You know exercise is good for keeping you slim and in shape, but there are other reasons to hit the gym or head out for a walk, from feeling happy to fighting disease, improving cognition and even making you more money. If you weren’t motivated to exercise before, you will be now:
Makes You Happy
Want extra pep in your step? “Research shows that when people regularly exercise—whether aerobic or resistance training or yoga—they have better moods,” says Carol Ewing Garber, professor of movement sciences at Columbia University. Yep, one reason are endorphins, along with activation of the endocannabinoid system, thought be responsible for the “runner’s high.”
More than just keeping a positive mindset, a workout also battles the blues. “Exercise enhances feel-good neurotransmitters like serotonin and dopamine,” says Ewing Garber. Her 2012 study found that people who participate in 2.5 to 7.5 hours of physical activity weekly report better mental health. Other factors: exercise is a distraction from worries and is often done with friends, which also helps you feel good.
In a 2012 study in the Journal of Labor Research, frequent exercisers make bank, bringing home nearly 10 percent more than non-exercisers. Credit higher energy levels and more enthusiasm at work that boosts job satisfaction for the increase in earnings.
Keeps You Sharp
Being active helps you keep your wits about you well into older age. When UK researchers looked at the brain structure of adults in their 70s, those who were more active had bigger brains three years later—thought to be cognitively protective—than sedentary participants.
Dials Down Stress
When you get frazzled, you can feel your heart rate increase and blood pressure rise. That’s a result of an uptick in stress hormones. After stress, these measures decrease. When you’re chronically stressed, however, they stay high, which can be dangerous. Exercise, notes Ewing Garber, helps decrease your stress response and makes you less reactive to them in the first place.
If you have a child struggling with ADHD, signing them up for a team sport may be the ticket to easing symptoms. Why? Aerobic exercise may help boost brain structure and function, helping to treat behavioral problems, suggests a review in Current Psychiatry Reports.
The memory hub in your brain—the hippocampus—loses volume later in life, putting you at risk for dementia. However, exercise can reverse that loss by up to two years, suggests a study in the journal Proceedings of the National Academy of Sciences.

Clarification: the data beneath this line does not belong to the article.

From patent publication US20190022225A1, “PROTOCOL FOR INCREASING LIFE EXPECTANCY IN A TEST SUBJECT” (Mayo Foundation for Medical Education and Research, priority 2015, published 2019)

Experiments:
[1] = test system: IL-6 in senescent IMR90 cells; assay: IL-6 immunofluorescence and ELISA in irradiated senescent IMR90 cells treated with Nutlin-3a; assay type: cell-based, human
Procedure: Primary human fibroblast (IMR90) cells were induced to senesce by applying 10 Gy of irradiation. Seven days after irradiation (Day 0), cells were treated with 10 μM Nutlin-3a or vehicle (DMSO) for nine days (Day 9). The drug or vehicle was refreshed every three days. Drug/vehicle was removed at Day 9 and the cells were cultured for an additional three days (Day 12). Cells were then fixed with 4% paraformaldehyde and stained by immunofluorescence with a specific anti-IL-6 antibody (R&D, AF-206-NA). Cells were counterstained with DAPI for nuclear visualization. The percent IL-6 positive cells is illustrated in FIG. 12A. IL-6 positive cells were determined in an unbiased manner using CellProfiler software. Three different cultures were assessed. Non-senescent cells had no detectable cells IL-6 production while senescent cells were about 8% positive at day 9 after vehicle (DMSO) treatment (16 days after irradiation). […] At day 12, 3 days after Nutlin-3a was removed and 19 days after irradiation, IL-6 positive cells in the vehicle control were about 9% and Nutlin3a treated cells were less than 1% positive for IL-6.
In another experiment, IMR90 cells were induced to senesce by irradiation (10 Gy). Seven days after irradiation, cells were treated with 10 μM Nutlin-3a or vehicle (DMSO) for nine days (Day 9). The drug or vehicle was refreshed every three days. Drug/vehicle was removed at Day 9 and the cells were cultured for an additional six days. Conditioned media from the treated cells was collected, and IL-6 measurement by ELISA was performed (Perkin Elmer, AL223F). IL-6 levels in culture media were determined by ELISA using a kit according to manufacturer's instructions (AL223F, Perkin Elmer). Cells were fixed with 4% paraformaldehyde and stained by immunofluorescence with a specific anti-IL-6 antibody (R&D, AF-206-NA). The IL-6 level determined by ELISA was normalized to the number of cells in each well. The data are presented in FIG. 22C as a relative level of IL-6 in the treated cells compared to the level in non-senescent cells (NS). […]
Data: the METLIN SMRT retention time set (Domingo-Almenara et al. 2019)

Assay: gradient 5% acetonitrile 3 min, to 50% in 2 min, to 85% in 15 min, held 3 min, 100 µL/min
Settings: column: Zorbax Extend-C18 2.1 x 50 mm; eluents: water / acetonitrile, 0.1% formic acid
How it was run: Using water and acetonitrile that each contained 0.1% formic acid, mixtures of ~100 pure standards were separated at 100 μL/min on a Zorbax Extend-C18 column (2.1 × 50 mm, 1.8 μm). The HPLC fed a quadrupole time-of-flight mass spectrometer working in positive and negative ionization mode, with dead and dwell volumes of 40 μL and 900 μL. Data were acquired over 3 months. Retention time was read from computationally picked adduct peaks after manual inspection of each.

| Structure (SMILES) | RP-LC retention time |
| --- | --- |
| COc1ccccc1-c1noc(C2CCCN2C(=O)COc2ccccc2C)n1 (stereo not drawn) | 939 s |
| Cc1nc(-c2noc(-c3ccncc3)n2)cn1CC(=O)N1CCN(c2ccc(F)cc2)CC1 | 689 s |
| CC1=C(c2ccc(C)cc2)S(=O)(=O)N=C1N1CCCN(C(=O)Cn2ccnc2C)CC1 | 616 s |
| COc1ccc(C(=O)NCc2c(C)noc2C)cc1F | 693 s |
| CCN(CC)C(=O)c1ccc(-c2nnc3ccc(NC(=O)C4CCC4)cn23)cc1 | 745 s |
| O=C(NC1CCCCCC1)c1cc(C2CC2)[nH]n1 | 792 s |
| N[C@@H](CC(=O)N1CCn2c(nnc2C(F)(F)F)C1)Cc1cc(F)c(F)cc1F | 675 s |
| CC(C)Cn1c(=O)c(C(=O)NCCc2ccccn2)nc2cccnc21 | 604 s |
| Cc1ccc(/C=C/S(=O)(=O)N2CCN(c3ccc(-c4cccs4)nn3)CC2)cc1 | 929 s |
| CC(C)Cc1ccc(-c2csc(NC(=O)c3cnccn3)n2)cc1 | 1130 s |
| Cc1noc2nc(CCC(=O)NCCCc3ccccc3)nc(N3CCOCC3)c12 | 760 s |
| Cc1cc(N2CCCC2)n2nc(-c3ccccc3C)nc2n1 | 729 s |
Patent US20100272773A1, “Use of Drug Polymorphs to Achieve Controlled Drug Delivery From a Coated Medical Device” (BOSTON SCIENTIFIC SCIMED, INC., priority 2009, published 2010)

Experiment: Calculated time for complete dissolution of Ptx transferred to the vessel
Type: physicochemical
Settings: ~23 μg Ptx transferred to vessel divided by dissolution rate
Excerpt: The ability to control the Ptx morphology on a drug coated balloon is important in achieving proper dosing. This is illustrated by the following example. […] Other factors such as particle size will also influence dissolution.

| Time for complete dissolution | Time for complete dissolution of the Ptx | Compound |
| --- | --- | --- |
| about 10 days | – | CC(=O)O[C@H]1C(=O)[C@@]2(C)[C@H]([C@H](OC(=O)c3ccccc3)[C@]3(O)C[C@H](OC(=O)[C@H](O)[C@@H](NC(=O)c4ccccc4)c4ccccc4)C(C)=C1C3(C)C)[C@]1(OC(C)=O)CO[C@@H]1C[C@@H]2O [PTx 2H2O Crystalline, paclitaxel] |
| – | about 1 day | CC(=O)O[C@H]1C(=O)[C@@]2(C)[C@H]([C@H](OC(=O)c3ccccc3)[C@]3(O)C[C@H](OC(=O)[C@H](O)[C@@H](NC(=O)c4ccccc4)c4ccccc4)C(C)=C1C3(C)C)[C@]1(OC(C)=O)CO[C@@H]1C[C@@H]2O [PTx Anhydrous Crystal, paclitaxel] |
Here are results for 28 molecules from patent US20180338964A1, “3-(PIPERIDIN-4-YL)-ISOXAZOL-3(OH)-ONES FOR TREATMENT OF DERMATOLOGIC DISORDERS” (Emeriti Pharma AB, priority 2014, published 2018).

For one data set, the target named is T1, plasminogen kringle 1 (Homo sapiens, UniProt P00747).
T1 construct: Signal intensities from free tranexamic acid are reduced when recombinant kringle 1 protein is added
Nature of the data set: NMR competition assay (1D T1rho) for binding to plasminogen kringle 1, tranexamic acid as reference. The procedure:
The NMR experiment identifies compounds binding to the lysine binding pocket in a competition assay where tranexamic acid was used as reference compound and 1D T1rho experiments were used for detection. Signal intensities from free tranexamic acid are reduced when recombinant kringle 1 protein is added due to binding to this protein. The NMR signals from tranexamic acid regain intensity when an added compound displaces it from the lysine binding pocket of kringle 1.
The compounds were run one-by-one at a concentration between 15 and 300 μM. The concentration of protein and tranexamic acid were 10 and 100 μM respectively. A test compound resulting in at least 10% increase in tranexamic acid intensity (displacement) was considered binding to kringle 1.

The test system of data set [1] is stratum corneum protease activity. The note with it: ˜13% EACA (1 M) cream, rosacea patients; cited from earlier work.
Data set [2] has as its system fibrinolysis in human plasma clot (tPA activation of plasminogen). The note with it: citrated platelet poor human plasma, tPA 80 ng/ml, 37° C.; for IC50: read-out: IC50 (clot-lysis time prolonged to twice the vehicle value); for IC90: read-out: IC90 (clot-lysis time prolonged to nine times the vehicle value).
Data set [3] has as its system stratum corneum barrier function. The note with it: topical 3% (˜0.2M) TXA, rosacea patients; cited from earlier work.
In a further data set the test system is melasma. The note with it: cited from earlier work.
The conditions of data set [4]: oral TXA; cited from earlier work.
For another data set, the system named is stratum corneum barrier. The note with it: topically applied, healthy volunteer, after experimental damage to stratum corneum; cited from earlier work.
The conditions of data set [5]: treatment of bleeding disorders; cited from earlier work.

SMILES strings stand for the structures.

Strengthens Your Heart
In a meta-analysis in 2013 published in BMJ, researchers discovered that exercise performed as effective (or better) than many drugs that treat heart failure and stroke and prevent heart disease.
For migraine sufferers, a splitting headache can derail your entire day. That’s why it’s so important to maintain a regular exercise schedule. In a Swedish study in 2011, researchers found that people who exercised 40 minutes three times a week experienced fewer migraines—and treatment worked as well as prescription migraine drugs and relaxation exercises.
For an even bigger benefit, head to a local park or trail. A 2010 University of Essex study found that just five minutes of outdoor exercise produced positive changes in self-esteem. Green environments enhance well-being, researchers explain.
Lengthens Your Life
Want to live three years longer? Workout. Doing so for just 15 minutes a day was associated with a 14 percent lower risk of death from any cause compared to those who were inactive, suggests Taiwanese research.
Staves Off Diabetes
According to a position paper by the American College of Sports Medicine and the American Diabetes Association, the combination of exercising and losing a modest amount of weight can cut your risk of diabetes by nearly 60%. Exercise improves insulin function and blood sugar control to prevent the progression of the disease.